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Aid allocation and poverty reduction (Inglês)

The authors derive a poverty-efficient allocation of aid and compare it with actual aid allocations. They build the poverty-efficient allocation in two stages. First they use new World Bank ratings of 20 different aspects of national policy to establish the current relationship between aid, policies, and growth. Onto that, they add a mapping from growth to poverty reduction, which reflects the level and distribution of income. They compare the effects of using headcount and poverty-gap measures of poverty. They find the actual allocation of aid to be radically different from the poverty-efficient allocation. In the efficient allocation, for a given of poverty, aid tapers in with policy reform. In the actual allocation, aid tapers out with reform. In the efficient allocation, aid is targeted disproportionately to countries with severe poverty and adequate polices-the type of country where 74 percent of the world's poor live. In the actual allocation, such countries receive a much smaller share of aid (56 percent) than their share of the world's poor. With the present allocation, aid is effective in sustainably lifting about 30 million people a year out of absolute poverty. With a poverty-efficient allocation, this would increase to about 80 million people. Even with political constraints introduced to keep allocations for India and China constant, poverty reduction would increase to about 60 million. Reallocating aid is politically difficult, but it may be considerably less difficult than quadrupling aid budgets, which is what the authors estimate would be necessary to achieve the same impact on poverty reduction with existing aid allocations.


  • Autor

    Collier, Paul Dollar, David

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    Documento de trabalho sobre pesquisa de políticas

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    Leste Asiático e Pacífico, Sul da Ásia,

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    Aid allocation and poverty reduction

  • Palavras-chave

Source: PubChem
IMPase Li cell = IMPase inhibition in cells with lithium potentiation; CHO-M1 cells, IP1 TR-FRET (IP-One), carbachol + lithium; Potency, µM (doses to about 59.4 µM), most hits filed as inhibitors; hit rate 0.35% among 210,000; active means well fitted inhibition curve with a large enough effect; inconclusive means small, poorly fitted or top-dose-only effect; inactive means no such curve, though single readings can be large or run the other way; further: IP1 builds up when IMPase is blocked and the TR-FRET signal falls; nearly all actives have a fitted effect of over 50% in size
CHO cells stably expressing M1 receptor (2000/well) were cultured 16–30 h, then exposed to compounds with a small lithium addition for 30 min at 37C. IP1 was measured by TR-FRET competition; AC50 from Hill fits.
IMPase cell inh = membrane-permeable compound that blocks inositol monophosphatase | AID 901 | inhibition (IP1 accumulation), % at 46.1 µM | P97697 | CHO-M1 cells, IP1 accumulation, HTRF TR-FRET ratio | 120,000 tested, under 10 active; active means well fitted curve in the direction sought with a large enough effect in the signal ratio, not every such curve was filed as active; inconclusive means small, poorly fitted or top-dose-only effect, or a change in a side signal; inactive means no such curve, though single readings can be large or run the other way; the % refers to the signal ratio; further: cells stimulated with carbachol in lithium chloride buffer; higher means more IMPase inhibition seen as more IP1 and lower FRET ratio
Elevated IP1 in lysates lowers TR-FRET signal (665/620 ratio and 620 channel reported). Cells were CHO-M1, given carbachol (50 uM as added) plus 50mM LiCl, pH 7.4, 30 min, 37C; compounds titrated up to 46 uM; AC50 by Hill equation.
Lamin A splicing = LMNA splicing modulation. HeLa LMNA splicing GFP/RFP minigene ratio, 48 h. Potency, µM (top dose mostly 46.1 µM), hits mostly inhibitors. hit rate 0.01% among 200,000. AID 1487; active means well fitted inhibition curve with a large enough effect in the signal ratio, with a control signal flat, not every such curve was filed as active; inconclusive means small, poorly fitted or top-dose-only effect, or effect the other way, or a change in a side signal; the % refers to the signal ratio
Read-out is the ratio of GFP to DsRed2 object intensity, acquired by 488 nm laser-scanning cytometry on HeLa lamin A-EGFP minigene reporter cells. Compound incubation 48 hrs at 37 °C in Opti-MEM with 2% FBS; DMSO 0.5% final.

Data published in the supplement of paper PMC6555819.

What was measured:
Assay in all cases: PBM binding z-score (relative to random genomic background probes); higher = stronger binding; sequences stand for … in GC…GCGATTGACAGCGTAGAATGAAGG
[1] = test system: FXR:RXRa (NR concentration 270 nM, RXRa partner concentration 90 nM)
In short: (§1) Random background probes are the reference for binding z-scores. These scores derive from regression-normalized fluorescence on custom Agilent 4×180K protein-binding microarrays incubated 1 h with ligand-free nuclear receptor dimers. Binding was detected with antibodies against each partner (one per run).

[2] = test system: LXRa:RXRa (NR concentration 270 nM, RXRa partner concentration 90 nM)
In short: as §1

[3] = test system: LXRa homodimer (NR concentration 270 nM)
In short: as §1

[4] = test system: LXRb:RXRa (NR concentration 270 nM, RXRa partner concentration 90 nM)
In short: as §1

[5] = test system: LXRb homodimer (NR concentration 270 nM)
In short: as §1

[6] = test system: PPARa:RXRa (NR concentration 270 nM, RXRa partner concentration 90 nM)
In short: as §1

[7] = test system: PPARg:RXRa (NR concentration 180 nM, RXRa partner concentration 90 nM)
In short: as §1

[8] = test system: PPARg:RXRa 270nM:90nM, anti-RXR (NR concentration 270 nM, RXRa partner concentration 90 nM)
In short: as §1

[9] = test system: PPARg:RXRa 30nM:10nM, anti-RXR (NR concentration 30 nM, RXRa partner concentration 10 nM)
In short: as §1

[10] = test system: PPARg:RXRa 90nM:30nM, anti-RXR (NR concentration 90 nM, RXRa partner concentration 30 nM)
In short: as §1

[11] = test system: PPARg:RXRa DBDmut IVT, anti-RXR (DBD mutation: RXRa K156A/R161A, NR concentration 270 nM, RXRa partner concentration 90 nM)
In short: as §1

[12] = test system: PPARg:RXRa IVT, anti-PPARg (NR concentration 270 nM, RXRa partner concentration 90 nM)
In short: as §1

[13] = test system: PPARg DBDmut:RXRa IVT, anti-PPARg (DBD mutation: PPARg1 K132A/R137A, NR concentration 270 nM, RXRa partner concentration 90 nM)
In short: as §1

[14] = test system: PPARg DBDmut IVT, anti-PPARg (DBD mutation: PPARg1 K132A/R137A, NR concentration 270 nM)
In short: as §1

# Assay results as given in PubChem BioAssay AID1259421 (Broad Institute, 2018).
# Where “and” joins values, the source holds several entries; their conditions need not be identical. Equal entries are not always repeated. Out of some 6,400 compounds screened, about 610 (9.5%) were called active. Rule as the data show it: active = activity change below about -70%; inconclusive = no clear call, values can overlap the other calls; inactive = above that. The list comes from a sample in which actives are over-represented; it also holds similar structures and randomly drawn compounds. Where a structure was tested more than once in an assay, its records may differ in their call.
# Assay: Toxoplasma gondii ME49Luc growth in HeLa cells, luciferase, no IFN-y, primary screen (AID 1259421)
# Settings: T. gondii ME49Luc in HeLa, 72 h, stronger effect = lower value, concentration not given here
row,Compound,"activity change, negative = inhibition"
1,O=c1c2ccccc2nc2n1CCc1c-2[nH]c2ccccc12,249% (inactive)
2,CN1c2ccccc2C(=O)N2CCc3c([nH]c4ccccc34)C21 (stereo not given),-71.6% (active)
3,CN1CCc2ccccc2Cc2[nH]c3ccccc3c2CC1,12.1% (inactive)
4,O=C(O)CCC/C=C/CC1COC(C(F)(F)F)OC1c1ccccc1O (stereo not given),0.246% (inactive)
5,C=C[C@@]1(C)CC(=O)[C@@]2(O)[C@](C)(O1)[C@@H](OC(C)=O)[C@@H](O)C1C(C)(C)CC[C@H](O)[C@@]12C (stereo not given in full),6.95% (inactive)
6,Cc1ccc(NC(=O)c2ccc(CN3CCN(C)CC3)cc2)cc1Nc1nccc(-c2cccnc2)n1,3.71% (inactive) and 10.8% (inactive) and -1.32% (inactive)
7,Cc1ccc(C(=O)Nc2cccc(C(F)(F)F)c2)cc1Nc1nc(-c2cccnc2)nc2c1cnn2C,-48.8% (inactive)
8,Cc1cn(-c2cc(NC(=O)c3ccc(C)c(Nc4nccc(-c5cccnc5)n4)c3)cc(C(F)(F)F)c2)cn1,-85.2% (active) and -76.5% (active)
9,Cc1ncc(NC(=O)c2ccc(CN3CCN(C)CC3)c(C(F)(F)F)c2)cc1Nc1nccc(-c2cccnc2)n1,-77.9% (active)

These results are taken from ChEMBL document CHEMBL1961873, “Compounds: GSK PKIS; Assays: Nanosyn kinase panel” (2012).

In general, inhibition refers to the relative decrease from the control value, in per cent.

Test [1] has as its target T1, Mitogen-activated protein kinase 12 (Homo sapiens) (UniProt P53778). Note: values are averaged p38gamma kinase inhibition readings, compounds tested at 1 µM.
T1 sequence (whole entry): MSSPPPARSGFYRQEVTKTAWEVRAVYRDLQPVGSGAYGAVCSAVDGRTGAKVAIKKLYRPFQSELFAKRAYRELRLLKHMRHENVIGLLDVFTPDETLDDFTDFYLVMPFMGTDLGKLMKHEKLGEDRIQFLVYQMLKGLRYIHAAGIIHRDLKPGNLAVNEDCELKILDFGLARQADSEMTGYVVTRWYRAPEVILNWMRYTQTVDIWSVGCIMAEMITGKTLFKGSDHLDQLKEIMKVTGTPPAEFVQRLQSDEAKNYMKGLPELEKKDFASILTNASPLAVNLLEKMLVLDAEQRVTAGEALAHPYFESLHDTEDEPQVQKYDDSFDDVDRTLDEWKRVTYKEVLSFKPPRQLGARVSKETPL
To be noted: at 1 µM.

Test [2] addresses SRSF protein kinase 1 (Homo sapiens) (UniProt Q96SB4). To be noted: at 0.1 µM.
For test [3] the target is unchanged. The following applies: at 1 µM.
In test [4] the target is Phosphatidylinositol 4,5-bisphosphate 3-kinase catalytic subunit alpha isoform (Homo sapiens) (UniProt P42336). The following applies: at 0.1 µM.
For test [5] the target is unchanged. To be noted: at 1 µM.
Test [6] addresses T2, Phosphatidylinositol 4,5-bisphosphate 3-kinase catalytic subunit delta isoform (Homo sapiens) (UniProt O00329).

provision of social safety nets;impact on poverty reduction;terms of poverty reduction;headcount measure of poverty;development research group;primacy of poverty reduction;headcount index of poverty;incidence of public spending;foreign aid on saving;reduction in poverty;elasticity of poverty;per capita income;effect of aid;impact of aid;effectiveness of aid;increase in income;Macroeconomics & Growth;Macroeconomics and Growth;nominal exchange rate;overseas development council;availability of information;measurement of poverty;incidence of poverty;risk of conflict;economic policy reform;poverty reduction impact;per capita cost;increase in population;poverty gap measure;panel data analysis;incidence of tax;per capita gnp;perspectives on aid;failure of conditionality;high opportunity cost;headcount poverty rate;level of policy;Rule of Law;good policy environment;elimination of poverty;policy and institution;aid allocation;diminishing return;aid budget;average cost;high poverty;marginal impact;optimal allocation;severe poverty;public expenditure;linear relationship;standard deviation;poverty problem;shadow value;absolute poverty;political constraint;constant elasticity;unequal society;private investment;increasing function;government ownership;Civil War;poverty alleviation;concessional lending;incentive regime;franc zone;differential in poverty;information content;ordinal index;statistical validity;short period;policy stance;Macroeconomic Analysis;development study;equal weight;populous country;Political Economy;quantitative measure;donor interest;voting patterns;investment rate;macroeconomic indicator;behavioral model;poverty threshold;small country;global poverty;policy variable;positive impact;living standard;smaller share;national policy;joint product;point estimate;aid effectiveness;absorptive capacity;important component;research assistance;mass poverty;humanitarian emergency;core objectives;marginal efficiency;aid flow;long-term growth;recipient countries;average elasticity;poverty headcount;income inequality;regional disparity;equilibrium condition;aid receipt;relative change;promoting growth;estimated elasticity;Learning and Innovation Credit;intertemporal variation;poverty impact;domestic poverty;international phenomenon;budgetary choice;aid donor;monotonic transformation;international agency;quantitative estimate;overseas aid;donor behavior;tax reduction;net effect;density function;marginal improvement;large population;small population;



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